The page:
Schizophrenia: Brain Capillary Structures Show a Correlation With Their Neuron Structures

Brain Capillaries Illustration

Research suggests that the observed structural correlation between neurons and blood vessels may be linked to neurovascular abnormalities in schizophrenia.

Drs. Itokawa, Mizutani and colleagues performed microtomography experiments the BL20XU beamline of the SPring-8 synchrotron radiation facility and found that brain capillary structures show a correlation with their neuron structures.

Brain blood vessels constitute a micrometer-scale vascular network responsible for supply of oxygen and nutrition. In this study, we analyzed cerebral tissues of the anterior cingulate cortex and superior temporal gyrus of schizophrenia cases and age/gender-matched controls by using synchrotron radiation microtomography or micro-CT in order to examine the three-dimensional structure of cerebral vessels.

All post-mortem human cerebral tissues were collected with informed consent from the legal next of kin using protocols approved by the Clinical Study Reviewing Board of Tokai University School of Medicine (application no. 07R-018) and the Ethics Committee of Tokyo Metropolitan Institute of Medical Science (approval no. 17-18). This study was conducted according to the Declaration of Helsinki under the approval of the Ethics Committee for the Human Subject Study of Tokai University (approval nos. 11060, 11114, 12114, 13105, 14128, 15129, 16157, 18012, 19001, 20021, and 20022). The schizophrenia patients S1-S4 and control cases N1-N4 of this study are the same as those analyzed in our previous report on neuron structure. Cerebral tissues of Brodmann area 22 (BA22) of the superior temporal gyrus and BA24 of the anterior cingulate cortex were collected from the left hemispheres of the post-mortem brains and subjected to Golgi impregnation. The Golgi-stained tissues were then embedded in borosilicate glass capillaries using epoxy resin.

Capillary and Neurite

(A) Relationship between mean capillary curvature and mean neurite curvature of the BA22 or BA24 area of each case. The dashed line indicates a linear regression. Schizophrenia cases S1-S4 and controls N1-N4 are color-coded. (B) Relationship between mean capillary diameter and mean neurite thickness radius. Cases are color-coded as in (A). Credit: TMIMS

Three-dimensional structures of blood vessel networks in the brain tissues of BA22 of the superior temporal gyrus and BA24 of the anterior cingulate cortex were visualized by using synchrotron radiation microtomography or micro-CT. Over 1 m of cerebral blood vessels was traced to build Cartesian-coordinate models, which were then used for calculating structural parameters including the diameter and curvature of the vessels.

The curvature plot illustrates a significant correlation of the mean curvature of capillary vessels to that of neurites (Spearman’s ρ = 0.63, p = 0.011, n = 16), indicating that the brain tissues with tortuous neuronal networks have tortuous capillary vessels. No significant difference in the slope was observed between the schizophrenia and control groups. The mean capillary curvature showed a difference in its variance between brain areas. The capillary curvatures of BA22 were widely distributed, while those of BA24 were limited to a confined range (Fig. A), resulting in a significant difference in variance (p = 0.019, Bartlett’s test, n = 8). We also examined the relation between the capillary diameter and neurite thickness radius (Fig. B). In contrast to the curvature correlation, the mean capillary diameter showed no correlation with the neurite thickness radius, but was rather constant regardless of neurite thickness. This result indicates that the capillary vessel size is determined independently of the neuron structure.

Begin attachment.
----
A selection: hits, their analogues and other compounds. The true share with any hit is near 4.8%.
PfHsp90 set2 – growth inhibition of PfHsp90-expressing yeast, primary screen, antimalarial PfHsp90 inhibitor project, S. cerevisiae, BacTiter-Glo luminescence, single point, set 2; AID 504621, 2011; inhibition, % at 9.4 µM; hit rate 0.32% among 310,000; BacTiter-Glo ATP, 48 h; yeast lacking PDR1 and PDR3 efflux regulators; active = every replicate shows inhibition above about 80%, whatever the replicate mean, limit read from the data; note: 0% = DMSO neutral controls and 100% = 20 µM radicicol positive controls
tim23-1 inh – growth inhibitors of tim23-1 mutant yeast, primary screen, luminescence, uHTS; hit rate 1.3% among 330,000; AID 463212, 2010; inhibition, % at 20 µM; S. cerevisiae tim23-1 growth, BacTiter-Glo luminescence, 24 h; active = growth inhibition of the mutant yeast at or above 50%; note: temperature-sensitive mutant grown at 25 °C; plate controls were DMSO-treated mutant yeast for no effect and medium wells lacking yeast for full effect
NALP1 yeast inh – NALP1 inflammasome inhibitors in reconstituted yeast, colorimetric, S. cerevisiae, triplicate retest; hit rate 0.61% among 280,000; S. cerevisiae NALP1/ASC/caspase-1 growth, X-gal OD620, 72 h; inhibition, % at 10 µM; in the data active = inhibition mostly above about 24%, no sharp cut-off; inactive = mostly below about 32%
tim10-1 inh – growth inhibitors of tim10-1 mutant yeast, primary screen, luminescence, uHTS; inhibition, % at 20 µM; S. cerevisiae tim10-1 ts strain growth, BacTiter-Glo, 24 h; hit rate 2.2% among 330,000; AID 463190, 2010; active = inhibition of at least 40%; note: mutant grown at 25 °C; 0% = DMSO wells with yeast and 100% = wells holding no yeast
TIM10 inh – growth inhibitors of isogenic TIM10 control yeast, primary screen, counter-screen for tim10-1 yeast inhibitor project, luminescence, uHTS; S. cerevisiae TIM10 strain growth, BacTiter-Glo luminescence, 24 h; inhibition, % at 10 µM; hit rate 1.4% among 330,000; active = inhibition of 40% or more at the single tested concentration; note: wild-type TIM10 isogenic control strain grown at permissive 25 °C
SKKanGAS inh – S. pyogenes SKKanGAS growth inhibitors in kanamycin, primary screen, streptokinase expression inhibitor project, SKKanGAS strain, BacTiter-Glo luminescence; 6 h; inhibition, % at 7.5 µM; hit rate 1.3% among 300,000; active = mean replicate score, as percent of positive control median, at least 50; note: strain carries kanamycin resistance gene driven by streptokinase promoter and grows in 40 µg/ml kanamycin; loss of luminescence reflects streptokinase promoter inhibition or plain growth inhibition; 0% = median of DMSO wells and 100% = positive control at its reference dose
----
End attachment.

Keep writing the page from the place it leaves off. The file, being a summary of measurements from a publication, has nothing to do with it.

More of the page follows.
Our previous studies indicated that the neurites of schizophrenia cases are thin and tortuous compared to controls. The curved capillaries with a constant diameter should occupy a nearly constant volume, while neurons suffering from neurite thinning should have reduced volumes, resulting in a volumetric imbalance between the neurons and the vessels. We suggest that the observed structural correlation between neurons and blood vessels is related to neurovascular abnormalities in schizophrenia.

Kraepelin placed schizophrenia in a chapter on metabolic disorders in the fifth edition of his Psychiatrie published in 1896. He predicted metabolic dysfunction and neuropathological change as the basis of schizophrenia. we can regard the above-mentioned results as the first example suggesting metabolic abnormality due to capillary and neuron imbalance.

Reference: “Brain capillary structures of schizophrenia cases and controls show a correlation with their neuron structures” by Rino Saiga, Masayuki Uesugi, Akihisa Takeuchi, Kentaro Uesugi, Yoshio Suzuki, Susumu Takekoshi, Chie Inomoto, Naoya Nakamura, Youta Torii, Itaru Kushima, Shuji Iritani, Norio Ozaki, Kenichi Oshima, Masanari Itokawa, Makoto Arai and Ryuta Mizutani, 3 June 2021, Scientific Reports.
DOI: 10.1038/s41598-021-91233-z

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